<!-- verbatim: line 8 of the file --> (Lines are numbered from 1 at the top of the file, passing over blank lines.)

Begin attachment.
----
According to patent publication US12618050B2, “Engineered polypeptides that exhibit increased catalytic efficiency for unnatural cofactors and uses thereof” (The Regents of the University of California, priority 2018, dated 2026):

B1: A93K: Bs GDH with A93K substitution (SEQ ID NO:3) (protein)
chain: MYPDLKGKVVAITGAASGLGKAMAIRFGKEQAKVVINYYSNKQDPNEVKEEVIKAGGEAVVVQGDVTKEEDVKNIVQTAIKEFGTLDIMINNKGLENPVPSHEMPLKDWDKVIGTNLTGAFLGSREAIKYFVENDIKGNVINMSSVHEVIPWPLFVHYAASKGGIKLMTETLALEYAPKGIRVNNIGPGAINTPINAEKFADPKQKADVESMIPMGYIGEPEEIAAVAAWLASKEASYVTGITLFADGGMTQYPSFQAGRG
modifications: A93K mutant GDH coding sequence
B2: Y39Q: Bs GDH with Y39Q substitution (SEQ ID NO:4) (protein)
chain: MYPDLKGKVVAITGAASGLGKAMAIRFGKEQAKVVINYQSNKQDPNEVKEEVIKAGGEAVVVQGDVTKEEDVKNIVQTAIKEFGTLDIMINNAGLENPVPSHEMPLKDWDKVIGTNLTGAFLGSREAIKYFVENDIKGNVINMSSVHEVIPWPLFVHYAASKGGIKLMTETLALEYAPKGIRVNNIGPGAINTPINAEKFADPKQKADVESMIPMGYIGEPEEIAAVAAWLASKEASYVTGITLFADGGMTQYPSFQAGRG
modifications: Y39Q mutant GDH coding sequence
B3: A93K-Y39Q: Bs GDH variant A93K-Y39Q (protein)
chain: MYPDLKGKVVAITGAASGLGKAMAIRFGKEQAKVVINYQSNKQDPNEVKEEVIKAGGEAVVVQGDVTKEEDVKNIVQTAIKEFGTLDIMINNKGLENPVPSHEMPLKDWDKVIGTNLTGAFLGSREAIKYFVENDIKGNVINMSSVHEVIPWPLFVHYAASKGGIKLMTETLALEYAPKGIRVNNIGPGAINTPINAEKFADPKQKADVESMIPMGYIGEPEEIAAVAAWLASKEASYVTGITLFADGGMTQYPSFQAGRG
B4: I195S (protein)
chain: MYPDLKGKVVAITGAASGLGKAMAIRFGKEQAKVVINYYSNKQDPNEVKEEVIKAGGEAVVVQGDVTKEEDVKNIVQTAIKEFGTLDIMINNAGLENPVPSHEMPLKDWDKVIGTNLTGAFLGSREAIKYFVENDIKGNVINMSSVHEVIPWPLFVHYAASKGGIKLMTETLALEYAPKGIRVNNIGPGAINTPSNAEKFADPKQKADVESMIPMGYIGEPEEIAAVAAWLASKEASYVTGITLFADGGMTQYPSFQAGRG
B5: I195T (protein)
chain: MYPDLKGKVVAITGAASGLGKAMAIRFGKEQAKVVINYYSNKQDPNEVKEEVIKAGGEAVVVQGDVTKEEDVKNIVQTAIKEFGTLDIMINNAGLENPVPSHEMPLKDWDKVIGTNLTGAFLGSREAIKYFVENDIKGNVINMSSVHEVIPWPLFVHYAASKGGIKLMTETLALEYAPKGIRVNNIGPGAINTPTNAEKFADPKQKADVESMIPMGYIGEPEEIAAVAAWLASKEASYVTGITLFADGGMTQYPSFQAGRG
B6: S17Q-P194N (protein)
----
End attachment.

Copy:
B3: A93K-Y39Q: Bs GDH variant A93K-Y39Q (protein)